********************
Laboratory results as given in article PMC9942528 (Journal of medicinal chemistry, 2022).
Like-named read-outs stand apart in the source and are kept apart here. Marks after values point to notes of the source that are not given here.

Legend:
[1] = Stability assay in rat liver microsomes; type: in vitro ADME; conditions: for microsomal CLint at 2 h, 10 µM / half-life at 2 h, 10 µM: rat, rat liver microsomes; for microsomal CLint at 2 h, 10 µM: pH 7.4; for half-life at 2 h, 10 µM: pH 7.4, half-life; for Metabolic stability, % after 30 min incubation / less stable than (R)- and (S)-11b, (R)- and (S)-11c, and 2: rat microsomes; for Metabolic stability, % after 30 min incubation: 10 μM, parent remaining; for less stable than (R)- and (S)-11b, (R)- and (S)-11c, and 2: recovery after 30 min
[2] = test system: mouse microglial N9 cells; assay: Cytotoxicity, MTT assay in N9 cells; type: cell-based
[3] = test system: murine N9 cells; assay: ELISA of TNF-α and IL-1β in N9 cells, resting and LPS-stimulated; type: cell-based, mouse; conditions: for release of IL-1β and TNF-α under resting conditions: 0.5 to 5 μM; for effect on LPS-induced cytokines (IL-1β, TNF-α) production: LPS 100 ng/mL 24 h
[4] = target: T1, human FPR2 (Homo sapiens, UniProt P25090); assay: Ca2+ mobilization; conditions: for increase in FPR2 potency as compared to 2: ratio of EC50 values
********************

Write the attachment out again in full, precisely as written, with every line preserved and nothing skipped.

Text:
Laboratory results as given in article PMC9942528 (Journal of medicinal chemistry, 2022).
Like-named read-outs stand apart in the source and are kept apart here. Marks after values point to notes of the source that are not given here.

Legend:
[1] = Stability assay in rat liver microsomes; type: in vitro ADME; conditions: for microsomal CLint at 2 h, 10 µM / half-life at 2 h, 10 µM: rat, rat liver microsomes; for microsomal CLint at 2 h, 10 µM: pH 7.4; for half-life at 2 h, 10 µM: pH 7.4, half-life; for Metabolic stability, % after 30 min incubation / less stable than (R)- and (S)-11b, (R)- and (S)-11c, and 2: rat microsomes; for Metabolic stability, % after 30 min incubation: 10 μM, parent remaining; for less stable than (R)- and (S)-11b, (R)- and (S)-11c, and 2: recovery after 30 min
[2] = test system: mouse microglial N9 cells; assay: Cytotoxicity, MTT assay in N9 cells; type: cell-based
[3] = test system: murine N9 cells; assay: ELISA of TNF-α and IL-1β in N9 cells, resting and LPS-stimulated; type: cell-based, mouse; conditions: for release of IL-1β and TNF-α under resting conditions: 0.5 to 5 μM; for effect on LPS-induced cytokines (IL-1β, TNF-α) production: LPS 100 ng/mL 24 h
[4] = target: T1, human FPR2 (Homo sapiens, UniProt P25090); assay: Ca2+ mobilization; conditions: for increase in FPR2 potency as compared to 2: ratio of EC50 values